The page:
The most powerful number of our times

Gross domestic product (GDP), which is supposed to measure the wealth of nations, has emerged as both the most powerful number and dominant concept in our times. However the concept of economic growth hides the poverty that is created through the destruction of nature, which in turn leads to communities lacking the capacity to provide for themselves.

GDP is based on creating an artificial and fictitious boundary, assuming that if you produce what you consume, you do not produce. In effect, “growth” measures the conversion of nature into cash.

Thus nature’s amazing cycles of renewal of water and nutrients are defined into nonproduction. When we look at the world through the lens of GDP and economic growth, the peasants of the world, who provide 72% of the food, do not produce. Women who farm or do most of the housework do not produce. A living forest (which may provide fertilizer, shade, fuel and food) does not contribute to growth, but when trees are cut down and sold as timber, we have growth. Healthy societies and communities do not contribute to growth, but disease creates growth through, for example, the sale of patented medicine.

– Excerpted and adapted from ‘How economic growth has become anti-life’ by Vandana Shiva, published in ‘the Guardian’.


MarketThink is a particular way of thinking and talking about the world. It is described in the book ‘No-one makes you shop at Wal-Mart: the surprising deceptions of individual choice’ by Tom Slee.

MarketThink assumes that:

  1. We live our lives as a series of one-off, unconnected decisions. At every step along the way, we make whichever choice will maximize our own individual happiness.
  2. Consumers, and not corporations, have all the power. Consumers vote with their wallets, and therefore corporations have to do what consumers want.
  3. Markets are the most efficient possible way of providing people with things they want. As a consequence of this, if the market provides something then people must really want that thing, even if they say they don’t.

Because it assumes that the market works perfectly and people get what they want (or what they deserve) MarketThink can be seen as a sub-type of the Just World Fallacy. Believing that the world is fundamentally just sounds rather nice and warm and fuzzy, but paradoxically it implies that people’s misfortunes are entirely due to their own individual failings – people get what they deserve. This leads to accepting unjust situations rather than trying to change them, and to blaming the poorest and most marginalised people in society for their own misfortunes.

The term ‘MarketThink’ is reminiscent of Newspeak and Doublethink in the classic dystopian novel ‘1984’ by George Orwell.

Economics: not a science, and too important to be left to the experts

Contrary to what professional economists will typically tell you, economics is not a science. All economic theories have underlying political and ethical assumptions, which make it impossible to prove them right or wrong in the way we can with theories in physics or chemistry.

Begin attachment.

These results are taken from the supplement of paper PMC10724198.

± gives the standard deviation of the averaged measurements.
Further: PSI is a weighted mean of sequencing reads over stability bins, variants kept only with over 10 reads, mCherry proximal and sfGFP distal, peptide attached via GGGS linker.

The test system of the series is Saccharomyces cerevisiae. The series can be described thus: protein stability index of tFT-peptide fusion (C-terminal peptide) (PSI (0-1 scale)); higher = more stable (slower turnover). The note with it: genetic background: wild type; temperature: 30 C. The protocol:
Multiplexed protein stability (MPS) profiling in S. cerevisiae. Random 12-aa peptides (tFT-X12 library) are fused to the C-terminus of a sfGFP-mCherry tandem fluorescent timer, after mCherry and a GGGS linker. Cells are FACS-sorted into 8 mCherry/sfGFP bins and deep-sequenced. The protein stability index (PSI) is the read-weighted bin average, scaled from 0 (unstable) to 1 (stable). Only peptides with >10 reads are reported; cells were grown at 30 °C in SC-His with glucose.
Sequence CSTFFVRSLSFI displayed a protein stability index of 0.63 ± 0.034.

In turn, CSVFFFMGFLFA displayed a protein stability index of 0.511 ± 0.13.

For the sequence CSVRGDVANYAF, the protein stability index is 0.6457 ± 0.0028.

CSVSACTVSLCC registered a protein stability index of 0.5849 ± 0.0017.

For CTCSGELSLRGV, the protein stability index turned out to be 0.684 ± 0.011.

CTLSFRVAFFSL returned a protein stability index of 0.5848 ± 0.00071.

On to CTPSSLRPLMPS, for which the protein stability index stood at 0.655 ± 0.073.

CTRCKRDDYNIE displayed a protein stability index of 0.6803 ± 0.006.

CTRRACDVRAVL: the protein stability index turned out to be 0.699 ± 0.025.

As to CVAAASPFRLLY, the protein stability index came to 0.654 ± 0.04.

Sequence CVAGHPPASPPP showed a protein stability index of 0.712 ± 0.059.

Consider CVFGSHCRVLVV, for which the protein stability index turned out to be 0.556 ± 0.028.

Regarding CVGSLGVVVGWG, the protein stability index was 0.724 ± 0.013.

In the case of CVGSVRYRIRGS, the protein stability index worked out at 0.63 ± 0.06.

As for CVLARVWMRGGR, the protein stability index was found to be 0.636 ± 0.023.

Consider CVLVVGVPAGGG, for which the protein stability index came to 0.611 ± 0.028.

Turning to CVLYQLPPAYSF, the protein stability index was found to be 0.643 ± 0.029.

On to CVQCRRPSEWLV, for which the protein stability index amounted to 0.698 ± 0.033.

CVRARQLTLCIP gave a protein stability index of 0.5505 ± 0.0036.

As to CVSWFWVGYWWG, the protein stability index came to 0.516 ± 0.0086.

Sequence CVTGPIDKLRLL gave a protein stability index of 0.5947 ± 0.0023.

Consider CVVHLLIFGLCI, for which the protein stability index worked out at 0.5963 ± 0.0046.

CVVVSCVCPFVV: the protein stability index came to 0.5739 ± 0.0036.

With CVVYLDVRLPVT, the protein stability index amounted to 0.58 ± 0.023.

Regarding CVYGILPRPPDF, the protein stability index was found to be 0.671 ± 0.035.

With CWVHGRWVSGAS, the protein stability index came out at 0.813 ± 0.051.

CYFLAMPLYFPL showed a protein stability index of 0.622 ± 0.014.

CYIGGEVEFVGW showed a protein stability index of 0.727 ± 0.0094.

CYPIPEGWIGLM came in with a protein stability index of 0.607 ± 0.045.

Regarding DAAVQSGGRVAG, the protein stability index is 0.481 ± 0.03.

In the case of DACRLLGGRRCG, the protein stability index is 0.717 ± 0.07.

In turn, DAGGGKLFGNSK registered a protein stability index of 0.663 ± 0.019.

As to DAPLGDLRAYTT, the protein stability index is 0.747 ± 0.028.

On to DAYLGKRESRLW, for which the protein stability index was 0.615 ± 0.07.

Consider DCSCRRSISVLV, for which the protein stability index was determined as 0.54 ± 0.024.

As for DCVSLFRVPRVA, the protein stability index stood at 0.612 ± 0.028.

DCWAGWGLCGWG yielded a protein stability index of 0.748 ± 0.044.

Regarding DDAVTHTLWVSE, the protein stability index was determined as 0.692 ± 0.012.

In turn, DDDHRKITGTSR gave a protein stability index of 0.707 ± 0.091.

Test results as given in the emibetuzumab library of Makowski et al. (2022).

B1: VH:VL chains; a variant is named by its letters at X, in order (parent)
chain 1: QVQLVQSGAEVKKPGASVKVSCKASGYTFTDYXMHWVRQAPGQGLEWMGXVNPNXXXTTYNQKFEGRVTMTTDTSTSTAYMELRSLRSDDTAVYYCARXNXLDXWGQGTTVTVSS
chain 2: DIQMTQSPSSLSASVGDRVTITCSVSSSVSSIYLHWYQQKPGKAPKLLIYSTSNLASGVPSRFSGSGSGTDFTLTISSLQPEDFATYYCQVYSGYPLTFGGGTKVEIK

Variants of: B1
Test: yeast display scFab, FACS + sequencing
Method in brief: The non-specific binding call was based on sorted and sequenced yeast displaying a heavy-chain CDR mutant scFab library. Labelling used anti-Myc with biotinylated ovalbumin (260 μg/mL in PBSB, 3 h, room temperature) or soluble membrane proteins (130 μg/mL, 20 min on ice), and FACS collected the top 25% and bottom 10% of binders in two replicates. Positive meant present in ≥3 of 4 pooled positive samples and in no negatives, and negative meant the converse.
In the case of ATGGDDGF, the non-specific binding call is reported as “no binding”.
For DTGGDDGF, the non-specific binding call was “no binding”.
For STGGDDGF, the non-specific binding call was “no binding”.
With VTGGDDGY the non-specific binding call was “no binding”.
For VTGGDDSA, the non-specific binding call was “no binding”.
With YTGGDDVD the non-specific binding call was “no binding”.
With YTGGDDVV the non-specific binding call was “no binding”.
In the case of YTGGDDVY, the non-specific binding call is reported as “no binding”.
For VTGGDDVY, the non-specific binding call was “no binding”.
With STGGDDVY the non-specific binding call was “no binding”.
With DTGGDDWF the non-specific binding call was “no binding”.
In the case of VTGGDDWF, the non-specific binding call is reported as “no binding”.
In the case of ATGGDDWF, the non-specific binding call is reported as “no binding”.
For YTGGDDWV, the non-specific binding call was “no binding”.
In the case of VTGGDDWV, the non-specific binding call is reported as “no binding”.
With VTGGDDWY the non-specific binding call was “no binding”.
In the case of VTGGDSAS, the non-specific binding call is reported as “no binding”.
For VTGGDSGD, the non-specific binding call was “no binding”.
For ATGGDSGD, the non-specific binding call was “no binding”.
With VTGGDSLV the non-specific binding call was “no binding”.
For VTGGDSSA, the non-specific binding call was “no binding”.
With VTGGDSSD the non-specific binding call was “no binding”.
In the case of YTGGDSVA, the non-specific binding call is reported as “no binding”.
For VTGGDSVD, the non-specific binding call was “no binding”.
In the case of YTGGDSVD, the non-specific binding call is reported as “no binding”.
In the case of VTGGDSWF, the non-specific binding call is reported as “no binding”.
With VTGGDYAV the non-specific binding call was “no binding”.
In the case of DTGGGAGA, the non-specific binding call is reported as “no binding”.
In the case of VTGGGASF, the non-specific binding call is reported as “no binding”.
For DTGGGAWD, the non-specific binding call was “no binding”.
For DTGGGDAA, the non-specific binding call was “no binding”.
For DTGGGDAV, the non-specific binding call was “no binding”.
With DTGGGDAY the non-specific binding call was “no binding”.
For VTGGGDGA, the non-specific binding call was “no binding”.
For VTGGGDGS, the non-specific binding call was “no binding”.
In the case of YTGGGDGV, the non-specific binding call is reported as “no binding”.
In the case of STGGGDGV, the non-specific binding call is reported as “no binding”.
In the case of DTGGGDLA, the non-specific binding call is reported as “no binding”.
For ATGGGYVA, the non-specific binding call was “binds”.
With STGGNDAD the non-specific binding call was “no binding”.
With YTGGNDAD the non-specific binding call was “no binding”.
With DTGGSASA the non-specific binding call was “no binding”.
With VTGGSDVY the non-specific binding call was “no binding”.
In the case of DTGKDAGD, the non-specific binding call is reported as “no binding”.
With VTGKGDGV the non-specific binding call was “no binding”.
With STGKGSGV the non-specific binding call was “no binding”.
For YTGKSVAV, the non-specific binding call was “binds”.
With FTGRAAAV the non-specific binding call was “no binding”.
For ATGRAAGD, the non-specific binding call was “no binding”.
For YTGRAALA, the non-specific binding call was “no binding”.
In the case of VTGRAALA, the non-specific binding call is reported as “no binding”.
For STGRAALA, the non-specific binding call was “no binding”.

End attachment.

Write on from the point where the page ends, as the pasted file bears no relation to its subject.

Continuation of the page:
It is entirely possible for people who are not professional economists to have sound judgments on economic issues, based on some knowledge of key economic theories and appreciation of the political and ethical assumptions underlying various theories. Very often, the judgments by ordinary citizens may be better than those by professional economists, being more rooted in reality and less narrowly focused.

Indeed, willingness to challenge professional economists and other experts is a foundation stone of democracy. If all we have to do is to listen to the experts, what is the point of having democracy?

– Ha-Joon Chang, Economics is too important to be left to the experts

Economics tells people how they should behave

Modern economics is famous for believing in the rational economic actor, almost entirely concerned with his or her own utility. (In normal parlance, a selfish bastard). This is a model of how people behave, but it’s an oversimplification of human nature so severe as to be wrong. Most people don’t behave like that most of the time: they cooperate, and they share and most of them don’t free ride.

There is an exception, however: economics students. Multiple studies have found that economics students act as economic theory would predict far more than people not trained in economics.

Economics is, thus, prescriptive. It tells people how they should behave.

Who else behaves that way? Senior executives in large corporations and rich people. The people who control the economy, act as economic theory says they should.

To be clear, all elites in all places and times have not acted this way: chieftains in status societies do not act like this. Potlach giving native Americans did not act this way. The elders of hunter-gatherer tribes do not act this way. Roman Patricians, Chinese Mandarins, and Medieval European nobles did not act this way—at least, not nearly as much as our modern economic leaders do. It is not even the case that executives in the 50s and 60s acted this way.

Ian Welsh, ‘Economic theories are prescriptive. not descriptive’